Image from Wikimedia Commons under Creative Commons Attribution Share-Alike License Source author: Kleuske

Image from Wikimedia Commons under Creative Commons Attribution Share-Alike License Source author: Kleuske

It begins, with one brave enough to appear.
One idea, one voice in an asphalt void.
Oligarchs try to crush all dissension with fear.
Undaunted, the idea will not be destroyed,
Shares roots with others; reassures, “I’m still here.”

One soft heartbeat, then two, then ten.
It becomes a thrumming pulse of multitudes.
Hundreds turn to thousands, to millions and then
It can’t be paved over with false platitudes.
Like defiant dandelions, reaffirm, “We’re still here.”

While those in power, on their golden thrones,
Bloated and squinty-eyed from swallowing so much hate,
Full of flatulent, hot air and pompous-pride groans,
Fail to recognize that their hour groweth late.
The masses are gathering; reassert, “No more fear!”

History paints rebels and martyrs the same:
Trading their lives for belief in their causes.
The greater the oppression, the brighter the flame
Of kindled resistance in lieu of such losses.
The full bloom of awakening, “We won’t disappear!”

To the tyrants, the haters, the xenophobes, too,
The racists, misogynists, who spew toxic bile:
No matter your claims for your self-righteous views,
You must understand: our resistance is fertile.
Love conquers hate, and it will always persevere.

~ © CLR 2017

Posted in Awareness, Flowers, Future, Love, Poetry, Politics, Resistance | Leave a comment

Piece By Painted Piece

art-washes-away-from-the-soul-the-dust-of-everyday-life-50This month’s theme at the BeZine is “The Healing Value of the Arts”. The Arts have an intrinsic value in and of themselves, of course, but most of the time when people read or hear the word “Art”, they don’t associate it with healing or medicine. And yet, there is a very real power in art to be and do exactly that. I want to share a personal story with you about how art really can change a person’s life and help them heal.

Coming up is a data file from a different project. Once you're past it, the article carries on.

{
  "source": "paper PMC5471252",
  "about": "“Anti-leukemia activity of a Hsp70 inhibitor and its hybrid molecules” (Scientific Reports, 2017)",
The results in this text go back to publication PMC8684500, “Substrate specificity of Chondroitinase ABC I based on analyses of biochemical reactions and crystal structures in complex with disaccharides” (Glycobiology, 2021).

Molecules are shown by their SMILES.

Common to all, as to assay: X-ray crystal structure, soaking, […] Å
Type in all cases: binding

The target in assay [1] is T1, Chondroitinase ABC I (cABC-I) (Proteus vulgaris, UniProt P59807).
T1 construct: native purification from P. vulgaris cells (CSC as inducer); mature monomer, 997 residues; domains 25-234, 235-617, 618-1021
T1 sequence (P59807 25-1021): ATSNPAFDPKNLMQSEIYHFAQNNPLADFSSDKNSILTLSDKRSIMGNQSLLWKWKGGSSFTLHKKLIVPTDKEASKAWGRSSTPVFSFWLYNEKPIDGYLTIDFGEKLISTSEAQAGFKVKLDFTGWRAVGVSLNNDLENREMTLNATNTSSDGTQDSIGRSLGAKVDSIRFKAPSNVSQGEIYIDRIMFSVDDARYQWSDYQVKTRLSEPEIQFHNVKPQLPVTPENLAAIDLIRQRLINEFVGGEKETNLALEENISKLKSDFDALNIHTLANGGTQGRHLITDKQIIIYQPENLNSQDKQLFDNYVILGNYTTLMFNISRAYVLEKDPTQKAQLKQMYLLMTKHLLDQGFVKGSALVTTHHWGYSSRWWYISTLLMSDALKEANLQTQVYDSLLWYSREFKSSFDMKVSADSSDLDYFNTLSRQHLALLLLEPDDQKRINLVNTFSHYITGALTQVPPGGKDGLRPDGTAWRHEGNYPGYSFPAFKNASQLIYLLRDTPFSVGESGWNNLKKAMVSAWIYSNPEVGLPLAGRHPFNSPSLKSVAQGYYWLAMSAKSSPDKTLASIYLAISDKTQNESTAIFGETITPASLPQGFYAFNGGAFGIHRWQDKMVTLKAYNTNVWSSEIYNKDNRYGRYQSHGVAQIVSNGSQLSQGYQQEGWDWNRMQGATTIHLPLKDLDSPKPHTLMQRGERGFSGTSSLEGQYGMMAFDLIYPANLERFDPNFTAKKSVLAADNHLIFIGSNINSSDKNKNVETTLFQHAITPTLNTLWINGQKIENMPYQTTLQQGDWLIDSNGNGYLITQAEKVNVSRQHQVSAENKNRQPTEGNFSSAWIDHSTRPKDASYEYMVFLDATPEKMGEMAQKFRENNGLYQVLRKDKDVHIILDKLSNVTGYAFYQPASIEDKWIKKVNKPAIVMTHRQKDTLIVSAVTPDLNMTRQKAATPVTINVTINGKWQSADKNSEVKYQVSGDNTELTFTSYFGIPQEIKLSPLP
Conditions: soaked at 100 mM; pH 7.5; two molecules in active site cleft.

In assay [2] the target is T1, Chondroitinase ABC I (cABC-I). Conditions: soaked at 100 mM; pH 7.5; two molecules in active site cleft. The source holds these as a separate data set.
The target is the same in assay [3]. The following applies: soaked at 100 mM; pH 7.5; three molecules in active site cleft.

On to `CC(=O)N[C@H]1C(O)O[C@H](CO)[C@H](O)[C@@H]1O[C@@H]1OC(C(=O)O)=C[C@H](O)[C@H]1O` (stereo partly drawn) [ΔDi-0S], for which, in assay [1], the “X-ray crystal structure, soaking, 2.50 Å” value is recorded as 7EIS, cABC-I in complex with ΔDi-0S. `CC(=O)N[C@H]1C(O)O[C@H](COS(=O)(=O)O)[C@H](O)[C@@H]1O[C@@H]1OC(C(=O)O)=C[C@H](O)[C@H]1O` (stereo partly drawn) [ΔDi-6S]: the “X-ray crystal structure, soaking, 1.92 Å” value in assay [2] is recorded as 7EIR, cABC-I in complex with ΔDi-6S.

My brother-in-law, whom I will call “TW”* for the sake of this piece, is a proud USMC and Army National Guard veteran who served our country for almost a decade.  He did tours in Bosnia and Iraq and when he returned to the States, he was not the same vibrant, easy-to-laugh young man who first enlisted. The things he witnessed and experienced overseas changed his mind to such a degree that his everyday functioning was affected. You see, TW suffers from severe, debilitating PTSD. There are good days and bad days, but on the bad days, his body freezes up and he has problems performing simple tasks that you and I might take for granted. He has been known to curl up into a fetal ball for hours at a time, trying to escape the monstrous hell his memory is reliving.

Of course, he has meds which his doctor prescribed for him, and they help…to a degree. But the most amazing treatment of all has been his painting. His art has helped save him more than any pill ever could. TW builds and paints hundreds of miniature figurines and it has become much more important to him than a simple hobby.  He agreed to answer some questions about how this type of Art has changed his life and how it continues to help him get better.


Q: How did you get started in using painting to handle your PTSD?
TW: I was having so many panic attacks, and when that happens, there are a lot of times it’s something that you’re not aware of until you’re right in the middle of it. It’s like your body does its own thing, it floods with adrenaline, the nerves go haywire and it gets hard to control your emotions. That’s something you learn as a marine…you learn the ultimate control, you don’t feel fear or rage or any of that, because having emotions over there can get you or your buddies killed. So to not be able to control it like that makes me feel like I need to do better somehow.

I tried video games for awhile, but they didn’t help the same way that painting does. They say “idle hands are the devil’s work”, well, an idle mind is just as bad and I got sick and tired of being afraid all the time. So I was looking for an outlet, something to take the place of the fear, you know? Back in high school, I kind of messed around with models a little bit, so I thought, “Here’s something tangible to keep my mind and hands busy” and it just grew from that.

Q: How often do you paint and for how long at a time?